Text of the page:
Google tackles simple 360 content embeds with VR View, introduces Cardboard SDK for iOS

Virtual reality is great for gaming and movies, but when it comes to real-world use cases there’s still quite a bit of room for VR to prove itself.

Google is hoping to kickstart this process by making 360 VR content a bit more simple to implement and, in the process, way more spontaneous for users to discover and view.

Today, the company announced a new initiative, VR View, a tool which allows developers to easily embed 360 photo and video content into sites and native apps to be viewed on Cardboard viewers or through a single lens “Magic Window” viewer. To make this even more accessible to developers, today Google is also adding iOS support to the Cardboard SDK.

“VR is great for entertainment purposes,” Google Product Manager Nathan Martz told me in an interview. “But for VR to be as transformative as we all hope it will be, it has to be useful as well.”

A major hurdle for the utility of VR in that regard is the level of premeditation that has to take place on the user’s part before they engage with content. Generally, not only is someone going out of their way to have a VR headset on-hand but they also are visiting a dedicated VR app. Overall, there’s just not enough room for discovery in the process.

Shift your view to the developer side and you can see how many companies would love to get involved with VR, but just don’t have the resources to focus towards building their own native experiences.

This particular problem led Google Product Manager Nathan Martz to wonder“What if we could make it really easy for [businesses] to add VR experiences into their sites and apps?”

“A lot of these businesses, they’re very focused on their core businesses and don’t have VR R&D teams ready to go and the thought of building a VR app from the ground-up is a giant investment,” Martz said. “A lot of what the VR View project is about is in trying to close the gap for those companies.”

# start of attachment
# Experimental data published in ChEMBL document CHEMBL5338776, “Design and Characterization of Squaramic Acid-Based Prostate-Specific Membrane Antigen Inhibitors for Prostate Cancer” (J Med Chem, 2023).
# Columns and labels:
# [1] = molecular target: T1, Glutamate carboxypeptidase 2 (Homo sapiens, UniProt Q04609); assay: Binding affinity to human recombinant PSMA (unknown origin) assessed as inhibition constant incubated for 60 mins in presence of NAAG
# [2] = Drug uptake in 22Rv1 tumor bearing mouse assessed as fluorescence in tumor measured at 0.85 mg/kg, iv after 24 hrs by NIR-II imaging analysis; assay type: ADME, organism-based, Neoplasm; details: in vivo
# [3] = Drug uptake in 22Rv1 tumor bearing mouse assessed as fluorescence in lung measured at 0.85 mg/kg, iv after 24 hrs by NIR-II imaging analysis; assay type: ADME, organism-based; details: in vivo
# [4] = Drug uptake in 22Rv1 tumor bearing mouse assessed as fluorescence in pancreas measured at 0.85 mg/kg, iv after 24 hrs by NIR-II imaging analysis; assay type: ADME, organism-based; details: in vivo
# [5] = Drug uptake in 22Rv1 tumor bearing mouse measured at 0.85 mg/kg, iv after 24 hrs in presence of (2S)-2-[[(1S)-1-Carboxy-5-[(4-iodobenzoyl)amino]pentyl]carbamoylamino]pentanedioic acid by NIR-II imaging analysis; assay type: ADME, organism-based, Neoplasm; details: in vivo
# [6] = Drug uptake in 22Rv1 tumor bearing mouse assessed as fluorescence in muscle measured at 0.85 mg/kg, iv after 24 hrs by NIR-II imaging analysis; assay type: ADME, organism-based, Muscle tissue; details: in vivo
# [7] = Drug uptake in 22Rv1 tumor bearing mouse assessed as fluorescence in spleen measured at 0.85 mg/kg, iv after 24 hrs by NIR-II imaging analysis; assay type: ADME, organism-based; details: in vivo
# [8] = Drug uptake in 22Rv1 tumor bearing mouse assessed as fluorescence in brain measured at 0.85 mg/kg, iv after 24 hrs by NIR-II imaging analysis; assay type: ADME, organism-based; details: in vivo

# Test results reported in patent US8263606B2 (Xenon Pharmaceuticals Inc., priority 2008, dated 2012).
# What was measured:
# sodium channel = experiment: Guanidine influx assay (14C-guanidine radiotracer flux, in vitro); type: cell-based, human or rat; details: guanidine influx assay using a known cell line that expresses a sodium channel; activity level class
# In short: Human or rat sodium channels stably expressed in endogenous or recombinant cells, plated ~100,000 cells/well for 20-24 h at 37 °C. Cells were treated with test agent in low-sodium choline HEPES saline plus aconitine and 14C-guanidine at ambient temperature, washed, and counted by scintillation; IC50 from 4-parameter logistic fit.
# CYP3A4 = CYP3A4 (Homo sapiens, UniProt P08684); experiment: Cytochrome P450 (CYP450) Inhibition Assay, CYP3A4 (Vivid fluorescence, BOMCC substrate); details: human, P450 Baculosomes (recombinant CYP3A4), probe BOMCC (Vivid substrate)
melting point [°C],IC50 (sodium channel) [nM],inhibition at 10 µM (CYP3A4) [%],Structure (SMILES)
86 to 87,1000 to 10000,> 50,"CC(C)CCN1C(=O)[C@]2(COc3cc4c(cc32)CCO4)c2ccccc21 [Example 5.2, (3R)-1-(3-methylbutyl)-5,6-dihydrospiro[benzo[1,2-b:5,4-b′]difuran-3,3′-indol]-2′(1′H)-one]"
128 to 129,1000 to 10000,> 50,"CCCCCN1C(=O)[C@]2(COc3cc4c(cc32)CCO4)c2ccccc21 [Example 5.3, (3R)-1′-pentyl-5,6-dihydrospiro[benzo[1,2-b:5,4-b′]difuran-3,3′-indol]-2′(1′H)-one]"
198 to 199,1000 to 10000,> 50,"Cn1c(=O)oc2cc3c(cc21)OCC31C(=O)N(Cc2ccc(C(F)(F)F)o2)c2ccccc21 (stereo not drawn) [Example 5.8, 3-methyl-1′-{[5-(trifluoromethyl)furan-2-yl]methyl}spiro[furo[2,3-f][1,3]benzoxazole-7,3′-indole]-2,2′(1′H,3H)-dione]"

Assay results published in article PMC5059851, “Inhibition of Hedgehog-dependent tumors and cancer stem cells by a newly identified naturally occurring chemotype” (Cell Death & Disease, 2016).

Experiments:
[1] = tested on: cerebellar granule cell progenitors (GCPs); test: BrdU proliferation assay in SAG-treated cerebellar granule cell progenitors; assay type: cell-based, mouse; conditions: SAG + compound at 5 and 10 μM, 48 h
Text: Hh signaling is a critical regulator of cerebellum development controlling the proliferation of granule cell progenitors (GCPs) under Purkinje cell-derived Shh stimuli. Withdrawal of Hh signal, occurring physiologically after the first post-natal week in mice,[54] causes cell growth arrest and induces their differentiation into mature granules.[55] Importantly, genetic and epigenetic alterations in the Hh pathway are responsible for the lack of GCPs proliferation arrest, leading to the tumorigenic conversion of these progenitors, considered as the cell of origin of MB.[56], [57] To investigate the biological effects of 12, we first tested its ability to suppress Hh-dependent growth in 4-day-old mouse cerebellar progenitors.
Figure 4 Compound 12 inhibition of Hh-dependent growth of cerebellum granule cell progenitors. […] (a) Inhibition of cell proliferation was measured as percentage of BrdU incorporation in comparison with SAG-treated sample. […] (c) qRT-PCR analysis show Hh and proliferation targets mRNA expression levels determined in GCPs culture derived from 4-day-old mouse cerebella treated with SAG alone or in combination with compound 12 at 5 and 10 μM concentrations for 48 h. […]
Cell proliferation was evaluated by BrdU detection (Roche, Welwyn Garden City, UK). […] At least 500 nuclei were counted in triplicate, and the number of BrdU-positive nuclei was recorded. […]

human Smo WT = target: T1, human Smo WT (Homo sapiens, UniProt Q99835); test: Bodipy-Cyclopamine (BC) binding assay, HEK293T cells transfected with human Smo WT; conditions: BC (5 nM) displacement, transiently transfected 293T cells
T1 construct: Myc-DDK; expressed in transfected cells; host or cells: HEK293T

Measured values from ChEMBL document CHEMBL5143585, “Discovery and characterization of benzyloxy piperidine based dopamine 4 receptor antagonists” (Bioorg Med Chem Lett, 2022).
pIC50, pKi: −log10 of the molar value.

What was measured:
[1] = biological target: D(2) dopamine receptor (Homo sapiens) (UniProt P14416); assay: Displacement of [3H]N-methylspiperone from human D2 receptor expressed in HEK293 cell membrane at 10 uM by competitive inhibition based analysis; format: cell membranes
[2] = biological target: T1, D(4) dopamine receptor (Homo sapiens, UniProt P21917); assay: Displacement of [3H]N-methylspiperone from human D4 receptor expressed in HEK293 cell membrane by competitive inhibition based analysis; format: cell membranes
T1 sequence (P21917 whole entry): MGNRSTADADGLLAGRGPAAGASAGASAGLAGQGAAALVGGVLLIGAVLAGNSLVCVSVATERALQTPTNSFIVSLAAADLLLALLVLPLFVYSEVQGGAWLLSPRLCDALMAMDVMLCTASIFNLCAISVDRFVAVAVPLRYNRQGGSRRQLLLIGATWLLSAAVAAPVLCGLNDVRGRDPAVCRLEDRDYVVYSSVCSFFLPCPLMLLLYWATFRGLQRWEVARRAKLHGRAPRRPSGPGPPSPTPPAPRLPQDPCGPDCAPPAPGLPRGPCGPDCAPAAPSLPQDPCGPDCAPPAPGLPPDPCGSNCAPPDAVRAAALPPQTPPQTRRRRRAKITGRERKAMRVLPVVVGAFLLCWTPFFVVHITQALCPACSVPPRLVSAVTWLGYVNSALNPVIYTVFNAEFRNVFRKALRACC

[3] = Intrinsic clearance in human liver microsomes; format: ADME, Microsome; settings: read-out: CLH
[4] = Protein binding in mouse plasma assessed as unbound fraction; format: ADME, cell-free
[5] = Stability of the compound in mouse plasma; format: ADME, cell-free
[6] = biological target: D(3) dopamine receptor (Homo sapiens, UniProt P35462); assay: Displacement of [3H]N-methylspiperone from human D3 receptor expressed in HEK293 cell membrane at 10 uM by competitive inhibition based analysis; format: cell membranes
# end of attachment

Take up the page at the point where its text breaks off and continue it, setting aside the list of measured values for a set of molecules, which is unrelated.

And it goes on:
By producing simpler open source tools, Google is making it as simple for developers as adding a few lines of code to put VR content directly into their site. This could work great for real estate companies looking to show off properties, fashion houses giving you an eye at the latest looks off the runway or travel sites attempting to show you how beautiful a location really is.

The secondary, but perhaps even more impactful, news here is that Google is finally bringing its Cardboard SDK to iOS.

“We really feel like the core vision of Cardboard is ‘VR for everyone,'” Martz told me. “And it turns out that a lot of phones in a lot of pockets are iOS phones.”

Martz detailed in a blog post that the SDK would have all of the functionality of the Android Cardboard SDK.

“Provided in idiomatic Objective C, and packaged as a single, easy-to-use CocoaPod, this new SDK includes all of the features already available in the Cardboard SDK for Android.

Much of this decision Martz detailed had to do with serving the needs of native app developers.

“We’ve had iOS support in Unity, we’ve made sure that our Cardboard holders work well with iPhones, so really this is a very natural progression for us,” Martz said. “If you were a Unity developer you could target iOS and Android, but if you were a native app developer it was more difficult, and so we’re now closing that gap.”

There are currently over 5 million Cardboard viewers out in the wild, so it’s by far the most popular virtual reality platform out there and is ultimately a great way to dip your toes into discovering VR immersion. With these moves, Google is making it way simpler for developers to build VR viewing functionality into their sites and native apps and is, in turn, going to give Cardboard owners another reason to keep a viewer on hand just in case.